Inside Out

By Russ Holdstein     Add your comments

If you are chained to your desk, you may be missing the most important ways to grow your business … connections.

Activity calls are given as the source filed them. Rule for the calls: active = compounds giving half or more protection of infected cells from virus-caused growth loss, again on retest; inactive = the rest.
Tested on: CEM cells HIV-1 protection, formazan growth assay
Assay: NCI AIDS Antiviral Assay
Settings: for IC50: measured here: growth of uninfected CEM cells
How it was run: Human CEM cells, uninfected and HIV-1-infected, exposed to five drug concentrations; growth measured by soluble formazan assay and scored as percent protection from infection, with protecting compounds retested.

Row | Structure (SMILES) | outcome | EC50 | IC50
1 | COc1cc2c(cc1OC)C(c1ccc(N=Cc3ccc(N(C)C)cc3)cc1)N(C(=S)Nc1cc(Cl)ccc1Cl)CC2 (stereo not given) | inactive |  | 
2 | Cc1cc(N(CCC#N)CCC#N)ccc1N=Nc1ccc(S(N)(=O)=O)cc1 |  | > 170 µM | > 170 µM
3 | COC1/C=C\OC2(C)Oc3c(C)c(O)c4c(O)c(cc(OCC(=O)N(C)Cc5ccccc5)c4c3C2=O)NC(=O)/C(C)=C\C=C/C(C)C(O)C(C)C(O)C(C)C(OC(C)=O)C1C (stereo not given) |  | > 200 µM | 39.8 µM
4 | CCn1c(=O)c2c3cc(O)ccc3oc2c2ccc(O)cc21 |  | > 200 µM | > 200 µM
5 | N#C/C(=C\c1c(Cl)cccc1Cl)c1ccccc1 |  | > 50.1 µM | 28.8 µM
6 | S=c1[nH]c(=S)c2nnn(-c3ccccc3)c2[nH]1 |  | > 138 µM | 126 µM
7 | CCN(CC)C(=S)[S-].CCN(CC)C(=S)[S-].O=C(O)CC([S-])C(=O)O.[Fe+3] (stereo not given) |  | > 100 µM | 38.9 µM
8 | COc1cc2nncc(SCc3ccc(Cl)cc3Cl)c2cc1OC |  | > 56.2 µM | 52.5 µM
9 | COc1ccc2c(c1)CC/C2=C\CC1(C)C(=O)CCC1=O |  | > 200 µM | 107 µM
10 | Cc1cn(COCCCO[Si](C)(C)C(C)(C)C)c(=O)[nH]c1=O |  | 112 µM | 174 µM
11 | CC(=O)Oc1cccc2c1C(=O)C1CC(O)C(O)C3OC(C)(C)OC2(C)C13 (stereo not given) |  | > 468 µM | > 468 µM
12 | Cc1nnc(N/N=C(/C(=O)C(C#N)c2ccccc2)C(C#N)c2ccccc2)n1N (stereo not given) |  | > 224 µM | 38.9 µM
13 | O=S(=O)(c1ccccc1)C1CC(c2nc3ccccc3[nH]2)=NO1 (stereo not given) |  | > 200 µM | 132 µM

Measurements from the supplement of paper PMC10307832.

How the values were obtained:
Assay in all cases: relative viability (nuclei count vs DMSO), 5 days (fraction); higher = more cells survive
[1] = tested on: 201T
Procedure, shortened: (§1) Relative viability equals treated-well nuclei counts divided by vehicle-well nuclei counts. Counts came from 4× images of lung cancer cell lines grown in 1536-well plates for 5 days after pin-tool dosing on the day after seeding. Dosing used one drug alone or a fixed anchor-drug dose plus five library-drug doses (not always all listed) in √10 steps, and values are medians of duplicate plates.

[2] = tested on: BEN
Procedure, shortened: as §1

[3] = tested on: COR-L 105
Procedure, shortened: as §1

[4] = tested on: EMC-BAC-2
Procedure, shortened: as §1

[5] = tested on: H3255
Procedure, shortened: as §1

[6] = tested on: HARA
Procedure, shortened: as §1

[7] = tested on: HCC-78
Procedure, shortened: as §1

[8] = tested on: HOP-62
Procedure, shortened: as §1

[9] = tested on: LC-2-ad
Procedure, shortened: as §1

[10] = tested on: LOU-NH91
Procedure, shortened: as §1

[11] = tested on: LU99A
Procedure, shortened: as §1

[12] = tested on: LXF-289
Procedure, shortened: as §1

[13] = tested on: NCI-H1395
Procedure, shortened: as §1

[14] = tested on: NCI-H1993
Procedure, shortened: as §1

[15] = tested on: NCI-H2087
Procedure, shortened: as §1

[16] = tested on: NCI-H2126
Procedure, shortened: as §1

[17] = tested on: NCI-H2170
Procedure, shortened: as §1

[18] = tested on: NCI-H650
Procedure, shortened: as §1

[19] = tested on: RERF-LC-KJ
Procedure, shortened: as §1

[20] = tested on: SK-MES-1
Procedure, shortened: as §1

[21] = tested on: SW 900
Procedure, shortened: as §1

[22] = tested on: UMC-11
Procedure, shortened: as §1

When I was running my company my number one goal was growth. So I spent most of my time at the office planning, organizing and controlling things – just like they teach you in business school. Oh sure, planning, organizing and controlling often meant putting out fires and handling crises, but I believed that being in the middle of the action and working hard was the best way I could grow my business. Now I know better. Working with a broad range of entrepreneurs as I do today in my role as an angel investor I’ve discovered a more productive way to drive company growth. The most effective CEOs I know spend more time outside of the company than inside it. They find good people to run the business on a day to day basis and then they concentrate on building relationships. They meet with strategic partners, key customers, suppliers, bankers, investors, prospective customers, prospective partners, prospective merger partners, etc., etc. They attend industry conferences, they talk to the press, they search out new technologies and they make political and community connections. You should lead your company this way too. Not only is it a more productive use of your time, it’s also a lot more fun. And it’s more suited to the strengths of most entrepreneurs. Let’s face it, planning, organizing and controlling are not activities that stir your heart. I’m certain that you would rather be out there singing the praises of your company to someone who could really help you grow rather than back in the office being a mediocre manager. So stop trying to run your company more effectively and get outdoors more often. Leverage your company’s opportunities by doing what you do best. At the same time, with no additional effort, you will also gain powerful strategic overview that will help you guide your company in making the truly important long range, big payoff decisions. © 2008 Russell S. Holdstein All rights reserved.

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